I’m going to say it: one of the most original ideas of 2017
Kim Kardashian-West is one of the most seen women in the world. Of course, being seen (and being recognised) forms the crux of contemporary celebrity culture. In paparazzi shots of banal daily activities, we hungrily consume images of famous people – by being in the crosshairs of the telephoto lens, their existence is marked out as something aspirational; they embody cultural myths, dreams which can be realised. If not by being the star of that reality TV show, or on that magazine cover, then perhaps by buying those shoes. Images of someone like Kardashian-West simply existing in the world – walking the street, heading out to pick up ice cream – are commodities in themselves, sold and traded and posted and liked. Beyond deciding on her outfit or her hair or make-up looks, she has little control over her own image if captured in public.
And that’s what makes Kanye West’s Yeezy Season 6 lookbook – comprised solely of paparazzi-style images of Kim out and about in LA, and the first time the world is seeing the collection – so entirely brilliant. Posted out on Kardashian-West’s social media over a series of days, the images speak in a visual language we all understand, trading in the voyeuristic aesthetics of pap shots. Many seem convinced that the images were unknowingly shot by real paparazzi, but they’re just too perfect – the clothes have been styled by Carine Roitfeld, and each look offers a staged photo-op of the kind gossip sites are fueled by. ‘FedEx Run #Yeezy’, ‘Smoothie Run #Yeezy’, ‘McDonald’s Run #Yeezy’.
The same mundane locations that become Mail Online fodder – the parking lot, the convenience store – are repurposed with self-aware intent, playing on the fact that Kardashian-West getting out of a car or shopping for Kit-Kats might become an incredibly influential fashion moment with a ripple effect across style culture (boosted by sharing the images to her millions of followers). But instead of being at the mercy of the paps, the Yeezy shots make her and West the active players. They are in control of this narrative.
Getting gas #Yeezypic.twitter.com/Dv6jRTCAFW— Kim Kardashian West (@KimKardashian) December 4, 2017
Errands run #Yeezypic.twitter.com/NvSOHeArgi— Kim Kardashian West (@KimKardashian) December 4, 2017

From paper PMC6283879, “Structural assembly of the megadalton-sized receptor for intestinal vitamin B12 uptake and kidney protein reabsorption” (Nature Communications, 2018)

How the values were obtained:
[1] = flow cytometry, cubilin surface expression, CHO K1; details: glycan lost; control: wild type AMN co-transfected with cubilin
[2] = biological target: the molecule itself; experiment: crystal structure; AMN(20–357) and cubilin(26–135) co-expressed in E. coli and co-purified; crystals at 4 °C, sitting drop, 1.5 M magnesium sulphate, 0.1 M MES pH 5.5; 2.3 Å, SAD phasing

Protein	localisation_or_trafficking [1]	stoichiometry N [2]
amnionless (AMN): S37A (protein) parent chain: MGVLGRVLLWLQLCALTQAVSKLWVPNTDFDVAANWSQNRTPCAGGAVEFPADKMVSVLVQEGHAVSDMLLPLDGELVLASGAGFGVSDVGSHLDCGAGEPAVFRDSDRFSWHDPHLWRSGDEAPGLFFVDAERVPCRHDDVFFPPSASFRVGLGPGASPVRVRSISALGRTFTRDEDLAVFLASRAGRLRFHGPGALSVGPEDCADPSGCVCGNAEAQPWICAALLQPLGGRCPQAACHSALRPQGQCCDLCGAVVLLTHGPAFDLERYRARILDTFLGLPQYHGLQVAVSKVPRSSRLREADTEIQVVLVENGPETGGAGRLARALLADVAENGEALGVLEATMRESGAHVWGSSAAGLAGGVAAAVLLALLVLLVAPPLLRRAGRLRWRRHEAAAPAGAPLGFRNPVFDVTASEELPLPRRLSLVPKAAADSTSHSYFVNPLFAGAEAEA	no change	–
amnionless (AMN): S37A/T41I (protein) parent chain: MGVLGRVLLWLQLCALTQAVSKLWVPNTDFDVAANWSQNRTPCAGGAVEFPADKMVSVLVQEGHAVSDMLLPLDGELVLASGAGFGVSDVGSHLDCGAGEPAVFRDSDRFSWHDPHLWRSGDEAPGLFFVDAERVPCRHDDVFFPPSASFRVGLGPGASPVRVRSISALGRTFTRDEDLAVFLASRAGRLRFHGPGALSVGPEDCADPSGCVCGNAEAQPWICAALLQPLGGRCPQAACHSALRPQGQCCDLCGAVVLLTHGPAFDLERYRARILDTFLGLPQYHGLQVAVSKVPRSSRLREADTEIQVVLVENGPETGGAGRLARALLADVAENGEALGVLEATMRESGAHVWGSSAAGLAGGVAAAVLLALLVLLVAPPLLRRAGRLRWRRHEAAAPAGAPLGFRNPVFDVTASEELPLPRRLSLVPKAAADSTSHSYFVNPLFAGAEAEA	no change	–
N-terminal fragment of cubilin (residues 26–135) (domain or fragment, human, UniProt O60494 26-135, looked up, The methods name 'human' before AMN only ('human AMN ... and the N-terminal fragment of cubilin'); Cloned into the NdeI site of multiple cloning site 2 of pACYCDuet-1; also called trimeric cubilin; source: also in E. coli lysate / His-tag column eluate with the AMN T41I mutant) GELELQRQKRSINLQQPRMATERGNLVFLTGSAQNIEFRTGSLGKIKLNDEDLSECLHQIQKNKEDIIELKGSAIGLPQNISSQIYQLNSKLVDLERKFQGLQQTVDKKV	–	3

That can’t be said for many of West’s previous interactions with photographers – the musician and designer has had a famously terse relationship with paparazzi dating back years. “Till I get flashed by the paparazzi/ Damn, these niggas got me/ I hate these niggas more than the Nazi” he rapped in “Flashing Lights”, taken from 2007’s Graduation. The following year, he smashed a photographer’s camera and was ordered to complete 50 hours of community service. In 2013, an incident where a paparazzi accused him of trying to grab his camera led West (who had, pretty accurately, just said: “What you're trying to do is get me in trouble, so I step out and have to pay you like $250,000”) to be put on two years probation and given more community service work.
“The same mundane locations that become Mail Online fodder are repurposed with brilliantly self-aware intent, playing on the fact that Kardashian-West shopping for Kit-Kats might become an influential fashion moment”
A video shortly after that incident shows him having a measured, respectful conversation with a group of photographers, which is perhaps a more accurate summary of his relationship to the paps. “We’re in this together. You guys help me influence, you help with the family, you help Kim’s power and everything… I would prefer that we just have a decent relationship.” He also talks about (at the time just-born) daughter North West, who the paparazzi are obviously keen to get their first glimpse of. Now four, she has been filmed telling paps both “no pictures” and “no questions” on more than one occasion, dating from when she was two-and-a-half. Paparazzi, and the very real, invasive presence they maintain, are constants in the life of the West family.
Fashion is always at its best when it holds a mirror to society – although West has sworn his past Yeezy collections were not acts of political or social commentary, his latest project examines the relationship between celebrity and style culture, exercising him and his wife’s power over their own image. In 2017, it felt like we didn’t stop talking about how designers copy each other (cc @dietprada). Kanye West may have been keeping a low profile lately – this collection was not shown during NYFW as previous seasons have been – but he’s closed out the year with one of fashion’s most original ideas in a while. Power to him.